Justin Timberlake’s Help For Haiti Now’s rendition of Leonard Cohen’s “Hallelujah” is the fastest selling download of all time. It’s a shame he obviously has no idea what it’s about.
Thinking Leonard Cohen’s “Hallelujah” is an appropriate supplication to God and succor for Haiti is about as smart as performing Sir Mix-a-Lot’s “Baby Got Back” to praise the tenacity of Haitian women.
It’s a song centerpieced with a pretty word. A nice religious word, surrounded by a soft cascade of other words that touch on love and faith. With just enough edge to keep your attention.
But “Hallelujah” is a song like Aretha Franklin’s “Respect”. Have you ever really listened to “Respect”? She is telling her man she knows he is cheating on her, but as long as he pretends he doesn’t when he comes home, she’ll keep pretending she doesn’t know. Nowadays who know that when a woman makes such a tradeoff it is often the “gateway” for harder abuse. But we still think it must just be an empowering, positive song, because after all that’s what those 7 letters are about. She does feel some empowerment, in making her own money, but it is really is as much a part of its time as The Supreme’s “Love Child”.
Like the less subtle Village People’s “YMCA” or Frank Zappa’s “Dancing Fool”, Leonard Cohen’s “Hallelujah” is ironic. But it is at another level altogether, it is self-depricating irony, like 10cc’s “I’m not in Love”. As when Zappa sang “Love is for Assholes” onstage, when he said “assholes” he would literally point to himself.
Leonard Cohen’s “Hallelujah” is not a hymn in praise of God. Cohen is a Zen Buddhist. It is not even about imperative Christian faith in the face of confusion and pain – as would make it seem befitting about Haiti – although at first blush, with the music slow with its steady minor chords and some key phrases (David as “the baffled king composing ‘Hallelujah'”) someone not paying attention – or not used to working out subtlety – would think so.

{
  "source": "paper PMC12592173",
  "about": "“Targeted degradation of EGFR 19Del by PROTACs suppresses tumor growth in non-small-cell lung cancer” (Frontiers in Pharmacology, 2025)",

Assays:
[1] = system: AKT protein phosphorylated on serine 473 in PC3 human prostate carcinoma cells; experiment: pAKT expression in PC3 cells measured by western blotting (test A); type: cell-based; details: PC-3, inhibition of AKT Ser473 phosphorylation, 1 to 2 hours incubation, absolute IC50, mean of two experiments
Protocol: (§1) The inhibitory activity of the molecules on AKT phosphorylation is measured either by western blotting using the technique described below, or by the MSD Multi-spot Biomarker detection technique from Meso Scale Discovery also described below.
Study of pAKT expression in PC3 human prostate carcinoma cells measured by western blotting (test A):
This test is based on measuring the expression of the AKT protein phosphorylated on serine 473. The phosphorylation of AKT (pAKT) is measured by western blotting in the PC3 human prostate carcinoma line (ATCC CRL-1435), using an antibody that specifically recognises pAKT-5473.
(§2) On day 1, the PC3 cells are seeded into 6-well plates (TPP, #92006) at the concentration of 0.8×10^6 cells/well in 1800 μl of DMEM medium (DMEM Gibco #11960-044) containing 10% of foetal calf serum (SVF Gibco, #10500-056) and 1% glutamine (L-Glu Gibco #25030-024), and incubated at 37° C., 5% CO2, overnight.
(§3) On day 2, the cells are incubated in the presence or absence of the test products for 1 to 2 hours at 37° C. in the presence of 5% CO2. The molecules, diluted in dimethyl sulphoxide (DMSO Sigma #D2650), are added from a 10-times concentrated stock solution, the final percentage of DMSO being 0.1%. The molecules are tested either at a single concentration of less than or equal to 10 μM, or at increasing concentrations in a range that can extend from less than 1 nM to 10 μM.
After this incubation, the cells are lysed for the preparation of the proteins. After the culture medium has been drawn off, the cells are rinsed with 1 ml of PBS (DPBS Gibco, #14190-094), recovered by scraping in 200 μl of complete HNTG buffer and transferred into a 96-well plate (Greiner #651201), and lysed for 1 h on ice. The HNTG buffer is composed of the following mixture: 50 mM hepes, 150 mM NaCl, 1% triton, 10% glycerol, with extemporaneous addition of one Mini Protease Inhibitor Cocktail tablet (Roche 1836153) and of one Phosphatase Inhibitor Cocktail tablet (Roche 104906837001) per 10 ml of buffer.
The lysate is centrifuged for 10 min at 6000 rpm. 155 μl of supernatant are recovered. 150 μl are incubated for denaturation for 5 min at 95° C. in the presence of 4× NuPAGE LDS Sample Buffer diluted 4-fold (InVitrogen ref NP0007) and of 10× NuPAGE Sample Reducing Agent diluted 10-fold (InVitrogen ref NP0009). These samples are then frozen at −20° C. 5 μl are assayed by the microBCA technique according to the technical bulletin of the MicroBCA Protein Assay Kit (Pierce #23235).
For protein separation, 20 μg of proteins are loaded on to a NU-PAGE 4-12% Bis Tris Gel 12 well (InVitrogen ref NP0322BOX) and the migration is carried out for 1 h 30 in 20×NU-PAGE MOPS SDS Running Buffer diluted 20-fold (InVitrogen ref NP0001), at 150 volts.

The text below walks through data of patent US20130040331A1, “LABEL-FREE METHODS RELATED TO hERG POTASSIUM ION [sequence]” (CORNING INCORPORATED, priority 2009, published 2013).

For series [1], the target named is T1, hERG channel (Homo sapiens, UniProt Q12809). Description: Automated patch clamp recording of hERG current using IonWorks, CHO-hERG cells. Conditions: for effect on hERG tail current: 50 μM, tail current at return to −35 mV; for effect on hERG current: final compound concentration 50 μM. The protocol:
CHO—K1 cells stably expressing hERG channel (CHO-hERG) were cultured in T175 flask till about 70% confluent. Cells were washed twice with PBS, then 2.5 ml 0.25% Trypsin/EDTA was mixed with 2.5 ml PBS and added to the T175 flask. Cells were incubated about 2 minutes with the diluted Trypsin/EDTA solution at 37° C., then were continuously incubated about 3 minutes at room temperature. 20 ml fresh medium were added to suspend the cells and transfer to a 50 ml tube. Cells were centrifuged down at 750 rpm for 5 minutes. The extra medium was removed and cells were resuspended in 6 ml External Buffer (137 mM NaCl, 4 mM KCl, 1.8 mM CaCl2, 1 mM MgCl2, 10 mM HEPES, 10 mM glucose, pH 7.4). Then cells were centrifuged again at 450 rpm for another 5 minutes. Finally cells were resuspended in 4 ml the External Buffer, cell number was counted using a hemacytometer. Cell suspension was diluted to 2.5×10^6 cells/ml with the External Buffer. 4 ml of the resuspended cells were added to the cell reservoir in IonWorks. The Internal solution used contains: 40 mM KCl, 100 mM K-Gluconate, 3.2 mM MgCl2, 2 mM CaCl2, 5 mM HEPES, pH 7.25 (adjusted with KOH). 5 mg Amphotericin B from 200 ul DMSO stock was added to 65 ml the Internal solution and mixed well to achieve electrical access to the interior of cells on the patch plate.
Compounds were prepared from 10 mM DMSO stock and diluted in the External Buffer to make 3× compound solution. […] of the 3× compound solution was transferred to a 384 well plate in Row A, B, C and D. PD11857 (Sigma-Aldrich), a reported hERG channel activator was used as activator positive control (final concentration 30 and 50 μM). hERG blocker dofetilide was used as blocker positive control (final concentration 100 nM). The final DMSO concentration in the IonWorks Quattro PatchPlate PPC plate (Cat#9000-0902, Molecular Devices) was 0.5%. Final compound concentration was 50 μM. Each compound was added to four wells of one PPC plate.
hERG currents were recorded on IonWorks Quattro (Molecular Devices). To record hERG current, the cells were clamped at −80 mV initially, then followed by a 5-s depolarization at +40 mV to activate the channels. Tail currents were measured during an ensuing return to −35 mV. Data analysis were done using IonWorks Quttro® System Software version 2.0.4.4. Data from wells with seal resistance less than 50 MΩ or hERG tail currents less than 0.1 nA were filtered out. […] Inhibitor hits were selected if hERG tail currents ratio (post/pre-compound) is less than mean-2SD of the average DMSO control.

“Hallelujah” comes from the mouth of a middle aged man stunned at the sustained power of sex and the love that comes from it. Awed at the sway with which passion can still grip him. It’s just that Judeo-Christian framework is the lingua franca of spirituality in our culture.
But this does not belong in a telethon for disaster relief:
“She tied you to her kitchen chair
She broke your throne
And she cut your hair
And from your lips she drew
Granted, while in his 60s Leonard Cohen had the fortune and the wherewithal to get with Rebecca DeMornay at the height of her fame. But his “Hallelujah” is his admission to being stunned by the tangible power of love and lust – and passion and sex – even after everything, through heartbreaks and losses, after being overwhelmed by fiery moments of coupling and eternities of loss. By the cosmic joke that Love is the greatest of things and also the cruelest and the most fragile.
And this does not belong in a telethon for Haitian relief:
“Now maybe there’s a God above,
But all I’ve ever learned from love
Is how to shoot somebody
Who outdrew you”
And he admits that ever after his lifetime of spiritual seeking and his contemplative dispatches to us along his journey, all he knows is he is forever a fool for trying to pin down life and love.
I have not see the Shrek version, but here is kd lang – she understands “Hallelujah”.